SACRAMENTO — California GOP strategists, seeking to reshape the electoral map in their party's favor, plan to begin raising money this week for a ballot initiative they hope will help a Republican win the White House in the 2008 election.
As it is, Democrats assume they must win California's electoral votes to win the presidency. California supplies 55 electoral votes, more than 10% of the 538 nationally.
The nascent initiative, aimed at the June 2008 ballot, would change California's winner-take-all system to require that electoral votes be apportioned by congressional district.
With Republicans holding 19 of the state's 53 congressional seats, a GOP candidate theoretically would win at least 19 electoral votes from California. In 2004, President Bush won majorities in 22 congressional districts but lost to Sen. John F. Kerry (D-Mass.) statewide, 54% to 44%.
Such a pickup would be about the equivalent of winning Ohio's 20 electoral votes.
"We've hit the mother lode of political interest," said Republican consultant Kevin Eckery, part of the group pushing the Presidential Election Reform Act initiative.
The measure was written by attorney Thomas Hiltachk, whose Sacramento firm represents the California Republican Party. Also backing the initiative is campaign strategist Marty Wilson, a fundraiser last year for Gov. Arnold Schwarzenegger and now for Sen. John McCain (R-Ariz.).
Neither Schwarzenegger nor any of the presidential candidates has signed on to the effort. Nor is there confirmed financial backing; Eckery said the fundraising to begin this week is aimed at getting $300,000 to $500,000 for polling and other preliminary work before signature-gathering. Collecting the necessary 434,000 signatures could cost $2 million.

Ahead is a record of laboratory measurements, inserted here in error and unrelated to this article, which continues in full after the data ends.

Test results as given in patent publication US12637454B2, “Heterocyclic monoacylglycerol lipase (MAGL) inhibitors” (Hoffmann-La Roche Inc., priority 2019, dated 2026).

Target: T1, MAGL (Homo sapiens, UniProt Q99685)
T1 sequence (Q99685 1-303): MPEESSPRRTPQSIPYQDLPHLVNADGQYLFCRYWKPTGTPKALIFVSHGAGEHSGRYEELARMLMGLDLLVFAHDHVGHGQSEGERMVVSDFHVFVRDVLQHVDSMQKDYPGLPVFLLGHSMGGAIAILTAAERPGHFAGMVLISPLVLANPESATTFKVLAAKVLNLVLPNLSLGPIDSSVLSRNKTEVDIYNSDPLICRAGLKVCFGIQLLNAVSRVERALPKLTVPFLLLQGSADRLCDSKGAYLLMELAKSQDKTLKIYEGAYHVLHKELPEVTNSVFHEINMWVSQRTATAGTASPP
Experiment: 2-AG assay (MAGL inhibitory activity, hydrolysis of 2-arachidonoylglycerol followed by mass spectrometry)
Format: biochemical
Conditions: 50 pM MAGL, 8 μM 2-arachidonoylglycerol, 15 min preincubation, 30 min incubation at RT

Proponents are optimistic that backers of the presidential candidates will ante up. Though there are federal limits to donations to candidates, California law places no bar on the amount donors can spend on initiatives.
"The pitch is pretty straightforward," Eckery said. "We're unlocking 55 electoral votes, and making it so candidates have to compete for them.... Candidates are not going to be able to ignore California. That would benefit all Californians."
Democrats joining the fray include strategist Chris Lehane, a backer of Sen. Hillary Rodham Clinton (D-N.Y.), and Sen. Barbara Boxer (D-Calif.). Boxer called it "nothing more than an unfair political power grab."
At least one major Clinton donor, Thomas F. Steyer of Farallon Capital Management, a San Francisco-based hedge fund, has told initiative opponents he is prepared to spend money to defeat it.
"This is all about rigging the system, fixing the system, to tilt the electoral college to the Republicans, all under the pretense of being a reform," Lehane said.
The initiative has been submitted to the California attorney general, an initial step before signature-gathering. The measure is relatively simple, taking fewer than four pages.
If the California Election Code is altered to require that electoral votes be counted by congressional district, California would join Maine and Nebraska (which have a combined nine electoral votes). Other states, including nine-vote Colorado and 15-vote North Carolina, are contemplating changes to their systems.
Changing California's system has been discussed for years. In the 2004 campaign, California Republicans approached the Republican National Committee about the idea. But Bush's political team correctly calculated that Bush could win the election without the added boost, according to Rob Stutzman, a Sacramento-based Republican consultant who was involved in the discussions.